Tuesday, February 25, 2014

When You Doubt What You’ve Done As a Mom


Attention germs, viruses, and bacteria: get out. You’ve invaded my home and our lives, and you’ve stayed too long. Get out.

I no longer think of the funny little Mucinex mucus guys (from the commercials) or envision you germs gathering to par-taaay in one of us. Get out.

There have been long days at home with little relief. Too many doctors’ appointments, prescriptions and over-the-counters. And now too many missed assignments and projects.

And you, enemy—don’t think I don’t know your part in this.

As a mom, I’ve done what I thought was best, and now I’m getting calls, questions, and looks. And I’m feeling sick wondering if I should have been tougher and meaner. If I should have ignored the rules and let illness attend school.

You’re making me question my mom instincts and think I should’ve done differently. The world is making me doubt myself as a mom—and I know who’s behind it—you—the enemy.

I’m on to you—taking advantage of tired moms everywhere, worn down by illness and winter—making us even more irritable and unsure of our worth as moms.

And we’ve had enough. Get out!

I’m taking a stand against you Satan. I refuse to believe you and your lies because God’s truth overrules you every time.

Anyone with me?

In Christ,
Laura

Monday, February 24, 2014

Freedom from Comparison by Denise J. Hughes {Comparison Series}


My guest today in our Comparing Ourselves to Others...and what it does to us series is Denise J. Hughes. In my early blogging days, I remember Denise was one of the first people I didn't know to comment on a post I wrote, and I was tickled pink. Last year, I had the pleasure of meeting her at the Jumping Tandem Retreat. Denise is the author of two books on writing and blogs at DeniseJHughes.com. Please welcome her here today by leaving a comment. ~ Laura

The summer before my sophomore year of high school, I went to camp with the rest of my friends from youth group. And the first camp activity was an ice-breaker: Brunettes to one corner. Blondes to another corner. Black hair to a third corner. Redheads to the fourth.

Out of 200 teen campers, I stood alone in the redheaded corner. Different from everyone else.

As a teenager, I didn’t like being different. I wanted to be like everyone else. I wanted to be with my friends when they lounged by the pool slathered in coconut oil. I wanted to wear tank tops like my friends and not have to worry about my shoulders getting burned.

So I went to great lengths to defy my God-given design.

Back home, a commercial for Coppertone Sunless Tanning Cream caught my attention. This had to be the best invention known to man. Forget Thomas Edison and his light bulb. Coppertone promised the cure for all my problems. I couldn’t wait to try it.

I rode my bike to the local pharmacy and then rushed home with a bottle in a bag and a hope in my heart. This was the answer I’d been waiting for.

The directions said to leave the sunless tanning cream on my legs for no more than twenty minutes. But since I am really white, I figured that I better leave it on longer. So I carefully spread a towel across my bed, liberally applied the lotion from toe to head, and negligently proceeded to take a long nap instead.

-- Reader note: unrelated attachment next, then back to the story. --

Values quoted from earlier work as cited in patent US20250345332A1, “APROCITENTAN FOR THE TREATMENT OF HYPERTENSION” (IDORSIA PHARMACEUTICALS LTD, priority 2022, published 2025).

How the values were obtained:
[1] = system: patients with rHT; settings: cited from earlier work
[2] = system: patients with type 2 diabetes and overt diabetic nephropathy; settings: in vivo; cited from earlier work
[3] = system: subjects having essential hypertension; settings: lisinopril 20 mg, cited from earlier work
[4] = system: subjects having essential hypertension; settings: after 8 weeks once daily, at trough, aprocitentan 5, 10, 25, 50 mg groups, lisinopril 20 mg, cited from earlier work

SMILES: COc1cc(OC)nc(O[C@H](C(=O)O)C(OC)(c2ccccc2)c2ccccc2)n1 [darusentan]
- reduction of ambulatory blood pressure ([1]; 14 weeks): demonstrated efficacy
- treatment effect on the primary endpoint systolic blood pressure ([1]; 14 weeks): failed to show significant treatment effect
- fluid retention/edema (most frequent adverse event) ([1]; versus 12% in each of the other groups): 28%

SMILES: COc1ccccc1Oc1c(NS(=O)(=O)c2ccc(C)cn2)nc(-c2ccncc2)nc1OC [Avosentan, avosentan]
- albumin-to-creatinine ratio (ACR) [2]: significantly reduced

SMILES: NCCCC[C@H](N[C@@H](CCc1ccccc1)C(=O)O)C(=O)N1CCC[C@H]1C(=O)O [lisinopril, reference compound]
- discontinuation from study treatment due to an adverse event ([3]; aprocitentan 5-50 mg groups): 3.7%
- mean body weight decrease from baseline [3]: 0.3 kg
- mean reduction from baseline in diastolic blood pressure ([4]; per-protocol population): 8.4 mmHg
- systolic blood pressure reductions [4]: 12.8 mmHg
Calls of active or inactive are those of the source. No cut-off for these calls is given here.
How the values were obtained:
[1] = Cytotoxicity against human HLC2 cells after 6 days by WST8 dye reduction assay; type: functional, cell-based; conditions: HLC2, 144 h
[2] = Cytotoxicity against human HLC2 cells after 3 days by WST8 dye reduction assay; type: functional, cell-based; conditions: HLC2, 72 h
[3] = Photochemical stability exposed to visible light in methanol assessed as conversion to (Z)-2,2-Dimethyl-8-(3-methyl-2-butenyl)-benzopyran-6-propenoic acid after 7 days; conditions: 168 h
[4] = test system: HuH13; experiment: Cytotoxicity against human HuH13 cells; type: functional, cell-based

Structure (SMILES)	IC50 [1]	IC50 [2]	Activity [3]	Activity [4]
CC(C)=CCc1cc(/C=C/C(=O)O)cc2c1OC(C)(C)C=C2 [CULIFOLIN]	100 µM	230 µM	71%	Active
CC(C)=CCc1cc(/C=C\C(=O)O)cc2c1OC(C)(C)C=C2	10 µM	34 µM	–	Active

(Mind you, this was the 1980s, so the formula was likely still in the “research and development” phase.)

When I woke up, I ran to the bathroom to discover a hideous discoloration overtaking me like some alien life-form. Beyond awful couldn’t begin to describe the reflection staring back at me. But the worst part? I had to go to school the next day.

Needless to say, Coppertone did not hold the cure I’d been longing for. I had to face the truth: No genie in a bottle could ever make me look like everyone else. I had to accept that I’m different.

Trying to be someone other than who God made me to be is futile. He didn’t design me to look like everyone else. So I might as well stop comparing my white legs to my friends’ tanned legs.

Comparison kills. Comparison tells us that we need to look like everyone else to fit in. Comparison says we need to be doing what everyone else is doing to be liked.

Comparison steals. Comparison takes the unique design we were given and measures us as less than. Comparison tears the fabric of our beings and shows us how we don’t match the fabric around us.

Comparison destroys. Comparison draws our attention to others and stirs our pride to want what they have. Comparison holds a distorted mirror in front of us and demolishes our hopes of belonging.

Comparison kills, steals, and destroys. Does that sound like anyone we know?

The more we try to be like those around us, the more we refuse to be who God created us to be.


Freedom from comparison comes from the growing desire to be the person God wants us to be. And the more we embrace God’s design for us, the more we can celebrate the beauty, success, and talent of others.

More than ever, I just want to be like Jesus. And the closer I draw near to His heart, the more freedom I have from comparison.

How have you found freedom from comparison?


***** 

Denise believes in the power of a well-told story. A blogger since 2009, she appreciates the conversational quality of online writing and considers blogging an excellent medium for exploring and improving the craft. She holds an MA in English and teaches writing at Azusa Pacific University. 

Denise is the author of On Becoming a Writer: What Every Blogger Needs to Know and Passport to Prose: A Simple Editing Guide for Bloggers. She’s a Community Group Leader at (in)courage and a contributing writer at Allume, HelloMornings, Raising Generations Today, and Missional Women. You can find Denise at her website — www.denisejhughes.com — and on Facebook and Twitter.

Saturday, February 22, 2014

One-on-One With God

The Lord is with you when you are with him.
If you seek him, he will be found by you….
2 Chronicles 15:2 NIV

Join me over at Gloria Dei where I'm talking about spending time with God.

In Christ,
Laura



Friday, February 21, 2014

We Are Not Defined By Our Mistakes


In a recent conversation in the office, we were laughing that no matter how many times we proof a document, it seems a typo or error will be found just after the e-mail has been sent or 1,000 copies have been printed.